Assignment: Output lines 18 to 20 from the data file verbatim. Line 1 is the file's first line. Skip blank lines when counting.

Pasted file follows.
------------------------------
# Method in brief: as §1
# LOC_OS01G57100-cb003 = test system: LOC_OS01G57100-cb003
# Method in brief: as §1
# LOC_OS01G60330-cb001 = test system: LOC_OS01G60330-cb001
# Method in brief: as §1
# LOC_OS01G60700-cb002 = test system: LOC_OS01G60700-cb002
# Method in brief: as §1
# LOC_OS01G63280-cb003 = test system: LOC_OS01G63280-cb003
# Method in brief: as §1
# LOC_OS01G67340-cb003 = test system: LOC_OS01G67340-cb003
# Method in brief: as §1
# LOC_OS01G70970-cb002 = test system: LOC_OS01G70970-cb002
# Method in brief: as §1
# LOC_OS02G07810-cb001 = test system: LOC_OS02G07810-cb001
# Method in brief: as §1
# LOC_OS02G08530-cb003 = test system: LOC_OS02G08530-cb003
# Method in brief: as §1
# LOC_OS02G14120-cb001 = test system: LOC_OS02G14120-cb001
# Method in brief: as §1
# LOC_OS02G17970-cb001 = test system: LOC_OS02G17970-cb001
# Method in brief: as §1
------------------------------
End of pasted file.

# LOC_OS02G14120-cb001 = test system: LOC_OS02G14120-cb001
# Method in brief: as §1
# LOC_OS02G17970-cb001 = test system: LOC_OS02G17970-cb001